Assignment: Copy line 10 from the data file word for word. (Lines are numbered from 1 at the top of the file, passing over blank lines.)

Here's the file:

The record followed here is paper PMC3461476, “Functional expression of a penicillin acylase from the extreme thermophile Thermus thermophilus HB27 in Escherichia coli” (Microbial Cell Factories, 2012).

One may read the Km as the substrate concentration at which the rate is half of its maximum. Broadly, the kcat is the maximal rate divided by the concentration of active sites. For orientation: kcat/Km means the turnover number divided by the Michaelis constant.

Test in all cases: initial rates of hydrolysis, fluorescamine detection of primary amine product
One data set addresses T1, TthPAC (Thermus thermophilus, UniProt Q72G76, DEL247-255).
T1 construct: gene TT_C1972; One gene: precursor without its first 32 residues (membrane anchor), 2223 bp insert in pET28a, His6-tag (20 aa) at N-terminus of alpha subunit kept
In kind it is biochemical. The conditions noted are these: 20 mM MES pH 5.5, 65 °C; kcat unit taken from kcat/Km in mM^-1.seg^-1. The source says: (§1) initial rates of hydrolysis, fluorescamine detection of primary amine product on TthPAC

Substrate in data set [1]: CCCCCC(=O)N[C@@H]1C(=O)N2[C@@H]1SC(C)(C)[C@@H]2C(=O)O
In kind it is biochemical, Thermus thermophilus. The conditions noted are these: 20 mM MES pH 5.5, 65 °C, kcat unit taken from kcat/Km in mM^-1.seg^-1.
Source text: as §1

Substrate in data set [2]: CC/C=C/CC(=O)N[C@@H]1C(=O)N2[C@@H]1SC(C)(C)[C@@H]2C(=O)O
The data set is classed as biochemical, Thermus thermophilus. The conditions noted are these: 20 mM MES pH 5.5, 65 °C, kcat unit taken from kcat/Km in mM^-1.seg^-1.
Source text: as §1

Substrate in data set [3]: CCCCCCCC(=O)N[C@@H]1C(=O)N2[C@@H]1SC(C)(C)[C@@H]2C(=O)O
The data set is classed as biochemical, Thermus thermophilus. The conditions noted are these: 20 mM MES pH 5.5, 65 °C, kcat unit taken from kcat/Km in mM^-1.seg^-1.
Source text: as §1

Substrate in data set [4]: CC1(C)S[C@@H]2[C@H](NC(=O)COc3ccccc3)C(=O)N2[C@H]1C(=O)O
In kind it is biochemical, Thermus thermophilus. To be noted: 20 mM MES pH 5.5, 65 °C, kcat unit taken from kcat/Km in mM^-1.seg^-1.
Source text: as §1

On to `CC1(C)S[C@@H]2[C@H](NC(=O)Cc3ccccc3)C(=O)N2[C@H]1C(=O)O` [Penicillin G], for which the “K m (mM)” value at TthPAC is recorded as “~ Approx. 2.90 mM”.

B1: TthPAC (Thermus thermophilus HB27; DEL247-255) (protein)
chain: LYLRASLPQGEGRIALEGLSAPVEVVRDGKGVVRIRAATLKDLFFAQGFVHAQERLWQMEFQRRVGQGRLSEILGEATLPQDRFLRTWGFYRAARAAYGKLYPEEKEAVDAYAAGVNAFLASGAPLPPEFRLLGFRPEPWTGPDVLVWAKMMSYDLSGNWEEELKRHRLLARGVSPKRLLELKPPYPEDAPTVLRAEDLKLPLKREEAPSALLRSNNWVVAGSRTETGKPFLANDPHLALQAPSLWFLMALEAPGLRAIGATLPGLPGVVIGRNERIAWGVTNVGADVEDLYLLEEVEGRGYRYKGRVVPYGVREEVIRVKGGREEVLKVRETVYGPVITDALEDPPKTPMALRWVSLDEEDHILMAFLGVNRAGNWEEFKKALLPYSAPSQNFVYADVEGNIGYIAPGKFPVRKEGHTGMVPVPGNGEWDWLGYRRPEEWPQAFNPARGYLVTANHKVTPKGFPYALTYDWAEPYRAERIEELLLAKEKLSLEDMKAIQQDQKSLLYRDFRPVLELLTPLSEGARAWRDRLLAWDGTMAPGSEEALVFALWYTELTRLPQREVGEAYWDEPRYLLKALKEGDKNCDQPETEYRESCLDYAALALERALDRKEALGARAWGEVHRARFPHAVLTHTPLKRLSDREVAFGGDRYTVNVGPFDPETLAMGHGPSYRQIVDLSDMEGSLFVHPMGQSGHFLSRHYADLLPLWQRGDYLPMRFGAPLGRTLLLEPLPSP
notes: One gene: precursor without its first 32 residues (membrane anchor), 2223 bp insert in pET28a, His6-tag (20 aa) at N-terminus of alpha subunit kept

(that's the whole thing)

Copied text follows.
Substrate in data set [2]: CC/C=C/CC(=O)N[C@@H]1C(=O)N2[C@@H]1SC(C)(C)[C@@H]2C(=O)O